Tunisia: New report reveals a decade of endemic human rights abuse
For over a decade the Tunisian authorities have used 'security' as a pretext to curtail the political and civil rights of hundreds of political and other prisoners and the 40-page report, Tunisia: The cycle of injustice - Amnesty International's first major report on the country since 1998 - documents a repressive cycle of human rights abuse in Tunisia.
The report shows that this cycle starts with arbitrary and illegal arrests of opponents or alleged opponents, long periods of incommunicado detention, 'confessions' under torture, unfair trials before military courts, long prison terms, denial of medical care and, following release, a further pattern of harassment and re-arrest.
Whereas trials of civilians before military courts were rare between 1993 and 1999, the report notes that since 1999 scores of civilians have been tried before these courts within military compounds. Many have received heavy prison sentences.
Amnesty International UK Director Kate Allen said:
'Our report reveals that in Tunisia opponents or perceived opponents of the government are subjected to abuse within a justice system resembling one from a Kafka novel.
'People are arbitrarily arrested and held out of sight of families and lawyers for long periods.
'Confessions are coerced out of detainees, at trial defendants' files are confiscated from lawyers or tampered with, and political prisoners are subjected to harsh prison regimes, including solitary confinement.'
The report condemns Tunisia's notorious poor prison conditions. Extreme overcrowding and unsanitary conditions are the norm. One prisoner recounted to Amnesty International spending ten years in a dormitory cell designed for 98 but at times holding 330 prisoners in Tunis's 9 avril prison. This prison was built in 1909 to house 1,500 prisoners but in December 2002 was reportedly holding 6,000. Prisoners have reported that as many as 150 detainees have had to share one toilet, and 50 prisoners one water tap.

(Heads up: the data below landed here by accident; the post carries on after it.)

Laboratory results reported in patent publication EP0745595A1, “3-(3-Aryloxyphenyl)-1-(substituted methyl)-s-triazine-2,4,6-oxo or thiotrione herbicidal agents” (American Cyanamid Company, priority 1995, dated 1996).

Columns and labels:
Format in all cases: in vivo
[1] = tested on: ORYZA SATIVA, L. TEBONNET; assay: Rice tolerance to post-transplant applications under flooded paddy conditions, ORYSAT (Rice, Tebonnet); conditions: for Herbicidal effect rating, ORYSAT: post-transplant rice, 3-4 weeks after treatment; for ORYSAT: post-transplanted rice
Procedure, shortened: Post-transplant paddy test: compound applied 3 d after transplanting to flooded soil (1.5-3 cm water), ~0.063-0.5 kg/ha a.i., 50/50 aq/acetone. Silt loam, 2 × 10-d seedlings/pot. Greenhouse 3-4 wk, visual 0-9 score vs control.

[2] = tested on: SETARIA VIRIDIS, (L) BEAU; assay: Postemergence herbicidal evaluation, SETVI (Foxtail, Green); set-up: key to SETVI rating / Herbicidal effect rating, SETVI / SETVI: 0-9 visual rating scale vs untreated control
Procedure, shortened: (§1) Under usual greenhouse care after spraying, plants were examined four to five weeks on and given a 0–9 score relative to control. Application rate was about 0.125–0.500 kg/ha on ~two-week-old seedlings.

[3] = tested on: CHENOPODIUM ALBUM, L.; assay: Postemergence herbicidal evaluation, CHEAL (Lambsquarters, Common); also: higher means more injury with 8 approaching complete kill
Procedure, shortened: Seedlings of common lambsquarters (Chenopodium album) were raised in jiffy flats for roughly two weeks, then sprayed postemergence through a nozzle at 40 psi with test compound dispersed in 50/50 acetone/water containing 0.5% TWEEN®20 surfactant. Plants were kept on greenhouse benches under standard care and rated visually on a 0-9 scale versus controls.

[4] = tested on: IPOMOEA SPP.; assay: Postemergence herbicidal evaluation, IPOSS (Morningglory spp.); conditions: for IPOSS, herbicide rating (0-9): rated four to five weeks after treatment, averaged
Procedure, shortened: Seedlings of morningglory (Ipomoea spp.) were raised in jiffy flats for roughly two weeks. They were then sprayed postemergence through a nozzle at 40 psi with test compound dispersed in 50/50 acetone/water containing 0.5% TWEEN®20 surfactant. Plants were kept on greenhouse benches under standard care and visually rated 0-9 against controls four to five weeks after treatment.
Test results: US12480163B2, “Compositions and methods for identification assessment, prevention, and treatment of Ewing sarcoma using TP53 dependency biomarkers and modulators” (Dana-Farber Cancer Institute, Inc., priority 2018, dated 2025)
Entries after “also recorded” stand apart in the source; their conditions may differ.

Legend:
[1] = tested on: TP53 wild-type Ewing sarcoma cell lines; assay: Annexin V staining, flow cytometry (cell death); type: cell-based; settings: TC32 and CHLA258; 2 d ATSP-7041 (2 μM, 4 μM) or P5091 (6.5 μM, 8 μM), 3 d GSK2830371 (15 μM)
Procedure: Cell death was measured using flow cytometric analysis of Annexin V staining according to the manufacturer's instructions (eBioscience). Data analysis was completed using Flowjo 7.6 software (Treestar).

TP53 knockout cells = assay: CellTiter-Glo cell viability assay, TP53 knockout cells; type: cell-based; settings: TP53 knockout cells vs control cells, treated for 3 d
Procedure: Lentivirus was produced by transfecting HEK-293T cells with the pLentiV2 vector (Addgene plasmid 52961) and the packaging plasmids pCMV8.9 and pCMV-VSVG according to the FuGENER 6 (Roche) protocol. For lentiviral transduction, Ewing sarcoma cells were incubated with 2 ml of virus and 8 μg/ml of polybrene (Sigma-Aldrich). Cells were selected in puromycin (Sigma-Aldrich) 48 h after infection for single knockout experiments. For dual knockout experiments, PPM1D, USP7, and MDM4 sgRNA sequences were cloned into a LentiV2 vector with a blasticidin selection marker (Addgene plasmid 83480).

Even after release many political prisoners are subject to 'administrative control', and monitored, harassed, prevented from working and frequently re-arrested. Those re-arrested are often accused of breaching conditions imposed by their conditional release, yet they may be unaware of what these conditions are.
The Cycle of injustice report includes numerous case studies, including:
- Loti Ferhat: sentenced to seven years' (and five years of administrative control) after being convicted in an unfair trial before a military court in January 2001. Accused of membership of a 'terrorist' organisation and of having received military training in Afghanistan, he was reportedly tortured into 'confessing.' The torture method used was the bano, where the victim is suspended by the feet on a pulley and plunged into a bucket of dirty water.
- Mounir Ghaith: convicted (along with 33 others) in a military court in Tunis of membership of a 'terrorist' organisation, allegedly with links to the Taliban and Algerian Islamist groups. Had been held incommunicado for several weeks. Interrogated without a lawyer and forced to sign a 'confession.' Was sentenced to eight years'.
- Abdel-Majid Ben Tahar, aged 42: sentenced to 12 years and nine months' in 1993 for belonging to Ennahda (Renaissance), an unauthorised political party. Conditionally released from prison in April 2002 with a brain tumour after complaining for a year of severe headaches before being allowed a medical examination. 'The police would come several times a week to my house in the weeks that followed my release. They would walk into my bedroom and up to my bed to see if I had died,' Ben Tahar told Amnesty International.
- Dr Mohamed Toumi Ben Nejma, psychiatrist, aged 55: sentenced to five years' (and five years of administrative control) after an unfair trial before a military court in 1992. After release, made to report to the police at various locations every day. Initially this required 28 police checks per week, preventing him from returning to employment. Reporting regimes are common and appear to be designed to prevent reintegration into society.
Amnesty International's report calls for immediate action and reforms, including the:
The report, Tunisia: The cycle of injustice, can be found online.